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J Neurosci Methods. 2014 Sep 30;235:41-50. doi: 10.1016/j.jneumeth.2014.05.033. Epub 2014 Jun 28.

A MATLAB-based eye tracking control system using non-invasive helmet head restraint in the macaque.

Author information

1
Visual Cognition Laboratory, Department of Medicine, University of Fribourg, Chemin du Musée 5, Fribourg CH-1700, Switzerland.
2
Visual Cognition Laboratory, Department of Medicine, University of Fribourg, Chemin du Musée 5, Fribourg CH-1700, Switzerland. Electronic address: gregor.rainer@unifr.ch.

Abstract

BACKGROUND:

Tracking eye position is vital for behavioral and neurophysiological investigations in systems and cognitive neuroscience. Infrared camera systems which are now available can be used for eye tracking without the need to surgically implant magnetic search coils. These systems are generally employed using rigid head fixation in monkeys, which maintains the eye in a constant position and facilitates eye tracking.

NEW METHOD:

We investigate the use of non-rigid head fixation using a helmet that constrains only general head orientation and allows some freedom of movement. We present a MATLAB software solution to gather and process eye position data, present visual stimuli, interact with various devices, provide experimenter feedback and store data for offline analysis.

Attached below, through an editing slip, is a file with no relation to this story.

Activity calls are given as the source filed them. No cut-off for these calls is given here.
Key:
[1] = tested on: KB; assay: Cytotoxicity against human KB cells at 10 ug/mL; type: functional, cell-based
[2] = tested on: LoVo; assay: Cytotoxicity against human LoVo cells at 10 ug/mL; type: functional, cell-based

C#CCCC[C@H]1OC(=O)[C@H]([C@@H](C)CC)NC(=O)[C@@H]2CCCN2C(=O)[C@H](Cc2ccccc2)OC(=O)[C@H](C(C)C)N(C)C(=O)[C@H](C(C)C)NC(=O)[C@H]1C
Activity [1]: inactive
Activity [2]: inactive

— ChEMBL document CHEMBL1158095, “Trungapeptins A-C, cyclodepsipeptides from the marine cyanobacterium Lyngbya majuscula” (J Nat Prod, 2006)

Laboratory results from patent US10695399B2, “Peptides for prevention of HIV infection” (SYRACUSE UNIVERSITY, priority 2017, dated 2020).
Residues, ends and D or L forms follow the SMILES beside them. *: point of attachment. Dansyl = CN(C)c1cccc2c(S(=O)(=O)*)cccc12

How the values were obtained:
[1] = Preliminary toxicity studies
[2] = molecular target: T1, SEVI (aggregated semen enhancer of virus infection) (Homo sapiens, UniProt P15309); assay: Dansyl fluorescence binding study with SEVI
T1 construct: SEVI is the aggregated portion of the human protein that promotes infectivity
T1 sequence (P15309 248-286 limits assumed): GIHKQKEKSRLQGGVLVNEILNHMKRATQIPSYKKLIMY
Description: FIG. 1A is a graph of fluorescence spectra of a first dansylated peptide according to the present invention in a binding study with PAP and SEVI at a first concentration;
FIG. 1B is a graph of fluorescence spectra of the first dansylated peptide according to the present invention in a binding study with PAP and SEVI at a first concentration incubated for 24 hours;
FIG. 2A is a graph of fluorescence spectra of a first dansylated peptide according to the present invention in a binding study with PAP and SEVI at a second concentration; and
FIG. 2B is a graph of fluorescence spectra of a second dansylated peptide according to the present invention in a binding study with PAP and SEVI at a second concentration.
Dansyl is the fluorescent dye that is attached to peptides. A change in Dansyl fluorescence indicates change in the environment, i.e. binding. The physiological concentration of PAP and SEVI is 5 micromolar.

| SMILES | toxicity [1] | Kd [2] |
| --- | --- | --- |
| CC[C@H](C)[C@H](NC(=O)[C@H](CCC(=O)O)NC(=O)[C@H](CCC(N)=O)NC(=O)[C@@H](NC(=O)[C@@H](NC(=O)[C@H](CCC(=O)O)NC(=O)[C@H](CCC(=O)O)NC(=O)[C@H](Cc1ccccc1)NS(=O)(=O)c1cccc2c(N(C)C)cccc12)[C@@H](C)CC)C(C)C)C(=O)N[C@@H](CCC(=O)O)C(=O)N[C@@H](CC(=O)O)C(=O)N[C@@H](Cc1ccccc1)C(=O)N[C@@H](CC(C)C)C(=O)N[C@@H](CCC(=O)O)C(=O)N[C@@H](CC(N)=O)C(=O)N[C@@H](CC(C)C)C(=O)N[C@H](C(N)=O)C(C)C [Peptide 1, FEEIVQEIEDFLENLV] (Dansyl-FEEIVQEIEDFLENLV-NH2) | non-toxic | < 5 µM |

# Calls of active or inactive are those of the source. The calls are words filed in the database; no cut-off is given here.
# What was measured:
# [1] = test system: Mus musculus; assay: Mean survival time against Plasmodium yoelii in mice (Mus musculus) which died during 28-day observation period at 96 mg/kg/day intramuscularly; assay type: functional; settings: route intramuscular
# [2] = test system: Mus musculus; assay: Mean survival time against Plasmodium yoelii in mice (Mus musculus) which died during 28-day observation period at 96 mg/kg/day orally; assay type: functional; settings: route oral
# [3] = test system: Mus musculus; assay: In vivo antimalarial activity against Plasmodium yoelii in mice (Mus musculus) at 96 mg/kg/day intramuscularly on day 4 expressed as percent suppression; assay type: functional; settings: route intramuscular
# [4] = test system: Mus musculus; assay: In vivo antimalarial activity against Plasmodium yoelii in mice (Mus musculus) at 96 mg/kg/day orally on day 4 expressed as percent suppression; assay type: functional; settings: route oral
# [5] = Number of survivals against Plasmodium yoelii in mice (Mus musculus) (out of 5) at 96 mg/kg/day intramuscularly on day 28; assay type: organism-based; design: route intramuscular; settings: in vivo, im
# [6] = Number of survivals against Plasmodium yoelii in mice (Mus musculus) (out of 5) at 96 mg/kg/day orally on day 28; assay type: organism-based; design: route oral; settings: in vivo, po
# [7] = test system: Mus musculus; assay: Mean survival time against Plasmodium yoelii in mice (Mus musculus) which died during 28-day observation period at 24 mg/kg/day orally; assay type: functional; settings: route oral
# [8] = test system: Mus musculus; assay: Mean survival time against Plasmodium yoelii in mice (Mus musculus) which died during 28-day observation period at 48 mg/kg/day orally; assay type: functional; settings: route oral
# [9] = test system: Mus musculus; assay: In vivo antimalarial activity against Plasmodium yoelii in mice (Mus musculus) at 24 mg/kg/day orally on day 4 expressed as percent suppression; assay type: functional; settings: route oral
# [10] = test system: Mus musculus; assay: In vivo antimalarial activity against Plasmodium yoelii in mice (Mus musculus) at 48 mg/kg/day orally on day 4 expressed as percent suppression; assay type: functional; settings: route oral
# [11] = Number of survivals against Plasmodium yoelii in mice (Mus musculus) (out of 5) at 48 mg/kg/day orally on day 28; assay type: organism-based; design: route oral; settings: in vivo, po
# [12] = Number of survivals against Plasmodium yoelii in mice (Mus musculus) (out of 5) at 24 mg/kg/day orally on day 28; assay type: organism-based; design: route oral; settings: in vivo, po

COMPARISON WITH EXISTING METHOD:

Our software solution achieves excellent timing performance due to the use of data streaming, instead of the traditionally employed data storage mode for processing analog eye position data.

RESULTS:

We present behavioral data from two monkeys, demonstrating that adequate performance levels can be achieved on a simple fixation paradigm and show how performance depends on parameters such as fixation window size. Our findings suggest that non-rigid head restraint can be employed for behavioral training and testing on a variety of gaze-dependent visual paradigms, reducing the need for rigid head restraint systems for some applications.

CONCLUSION:

While developed for macaque monkey, our system of course can work equally well for applications in human eye tracking where head constraint is undesirable.

KEYWORDS:

Behavioral control; Fixation; Infrared optical eye tracker; MATLAB; Non-invasive head restraint

PMID:
24979728
DOI:
10.1016/j.jneumeth.2014.05.033
[Indexed for MEDLINE]
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